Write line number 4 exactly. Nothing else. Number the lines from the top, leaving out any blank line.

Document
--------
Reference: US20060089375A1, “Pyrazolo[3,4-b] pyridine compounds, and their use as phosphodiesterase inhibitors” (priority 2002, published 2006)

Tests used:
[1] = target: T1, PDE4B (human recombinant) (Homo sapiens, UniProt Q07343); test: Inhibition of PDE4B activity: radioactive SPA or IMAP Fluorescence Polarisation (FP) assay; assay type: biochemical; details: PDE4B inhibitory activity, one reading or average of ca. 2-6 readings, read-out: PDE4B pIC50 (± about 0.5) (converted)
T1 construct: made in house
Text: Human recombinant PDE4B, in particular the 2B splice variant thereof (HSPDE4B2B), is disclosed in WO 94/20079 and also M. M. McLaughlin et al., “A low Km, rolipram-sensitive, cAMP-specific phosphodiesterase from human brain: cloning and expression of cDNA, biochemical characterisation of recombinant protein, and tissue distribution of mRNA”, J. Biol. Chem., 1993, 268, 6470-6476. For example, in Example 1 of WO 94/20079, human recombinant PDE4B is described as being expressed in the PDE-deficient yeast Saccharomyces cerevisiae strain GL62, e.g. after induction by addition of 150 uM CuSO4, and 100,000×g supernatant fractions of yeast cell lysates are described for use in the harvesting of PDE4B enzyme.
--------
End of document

T1 construct: made in house